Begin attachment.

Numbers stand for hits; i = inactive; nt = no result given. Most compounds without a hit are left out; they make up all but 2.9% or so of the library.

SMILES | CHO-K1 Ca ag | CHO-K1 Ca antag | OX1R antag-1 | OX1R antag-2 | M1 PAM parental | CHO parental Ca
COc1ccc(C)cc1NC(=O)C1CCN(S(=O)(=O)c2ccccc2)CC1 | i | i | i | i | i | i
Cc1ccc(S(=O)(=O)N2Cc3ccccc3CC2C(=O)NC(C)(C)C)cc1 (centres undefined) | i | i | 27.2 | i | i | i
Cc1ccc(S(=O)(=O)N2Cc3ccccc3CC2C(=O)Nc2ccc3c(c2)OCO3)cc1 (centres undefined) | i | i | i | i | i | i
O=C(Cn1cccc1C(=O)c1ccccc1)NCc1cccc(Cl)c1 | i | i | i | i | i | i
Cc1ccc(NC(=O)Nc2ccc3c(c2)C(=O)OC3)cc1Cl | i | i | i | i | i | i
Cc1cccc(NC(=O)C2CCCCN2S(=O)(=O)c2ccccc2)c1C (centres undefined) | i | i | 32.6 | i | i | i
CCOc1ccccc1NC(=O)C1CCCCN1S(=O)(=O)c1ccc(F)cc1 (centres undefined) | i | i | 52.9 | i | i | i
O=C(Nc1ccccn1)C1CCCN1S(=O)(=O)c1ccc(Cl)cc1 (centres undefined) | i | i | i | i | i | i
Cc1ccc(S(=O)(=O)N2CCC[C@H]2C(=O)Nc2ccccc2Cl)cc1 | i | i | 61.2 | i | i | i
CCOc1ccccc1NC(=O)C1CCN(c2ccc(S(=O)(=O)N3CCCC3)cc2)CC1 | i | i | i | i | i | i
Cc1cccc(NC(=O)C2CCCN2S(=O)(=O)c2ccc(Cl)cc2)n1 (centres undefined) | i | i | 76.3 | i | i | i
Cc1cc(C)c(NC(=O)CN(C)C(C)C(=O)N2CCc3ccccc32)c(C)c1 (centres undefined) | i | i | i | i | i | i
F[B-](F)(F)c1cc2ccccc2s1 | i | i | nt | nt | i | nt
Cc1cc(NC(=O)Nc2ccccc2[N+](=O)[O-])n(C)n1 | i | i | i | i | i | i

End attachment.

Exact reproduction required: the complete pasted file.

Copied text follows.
Numbers stand for hits; i = inactive; nt = no result given. Most compounds without a hit are left out; they make up all but 2.9% or so of the library.

SMILES | CHO-K1 Ca ag | CHO-K1 Ca antag | OX1R antag-1 | OX1R antag-2 | M1 PAM parental | CHO parental Ca
COc1ccc(C)cc1NC(=O)C1CCN(S(=O)(=O)c2ccccc2)CC1 | i | i | i | i | i | i
Cc1ccc(S(=O)(=O)N2Cc3ccccc3CC2C(=O)NC(C)(C)C)cc1 (centres undefined) | i | i | 27.2 | i | i | i
Cc1ccc(S(=O)(=O)N2Cc3ccccc3CC2C(=O)Nc2ccc3c(c2)OCO3)cc1 (centres undefined) | i | i | i | i | i | i
O=C(Cn1cccc1C(=O)c1ccccc1)NCc1cccc(Cl)c1 | i | i | i | i | i | i
Cc1ccc(NC(=O)Nc2ccc3c(c2)C(=O)OC3)cc1Cl | i | i | i | i | i | i
Cc1cccc(NC(=O)C2CCCCN2S(=O)(=O)c2ccccc2)c1C (centres undefined) | i | i | 32.6 | i | i | i
CCOc1ccccc1NC(=O)C1CCCCN1S(=O)(=O)c1ccc(F)cc1 (centres undefined) | i | i | 52.9 | i | i | i
O=C(Nc1ccccn1)C1CCCN1S(=O)(=O)c1ccc(Cl)cc1 (centres undefined) | i | i | i | i | i | i
Cc1ccc(S(=O)(=O)N2CCC[C@H]2C(=O)Nc2ccccc2Cl)cc1 | i | i | 61.2 | i | i | i
CCOc1ccccc1NC(=O)C1CCN(c2ccc(S(=O)(=O)N3CCCC3)cc2)CC1 | i | i | i | i | i | i
Cc1cccc(NC(=O)C2CCCN2S(=O)(=O)c2ccc(Cl)cc2)n1 (centres undefined) | i | i | 76.3 | i | i | i
Cc1cc(C)c(NC(=O)CN(C)C(C)C(=O)N2CCc3ccccc32)c(C)c1 (centres undefined) | i | i | i | i | i | i
F[B-](F)(F)c1cc2ccccc2s1 | i | i | nt | nt | i | nt
Cc1cc(NC(=O)Nc2ccccc2[N+](=O)[O-])n(C)n1 | i | i | i | i | i | i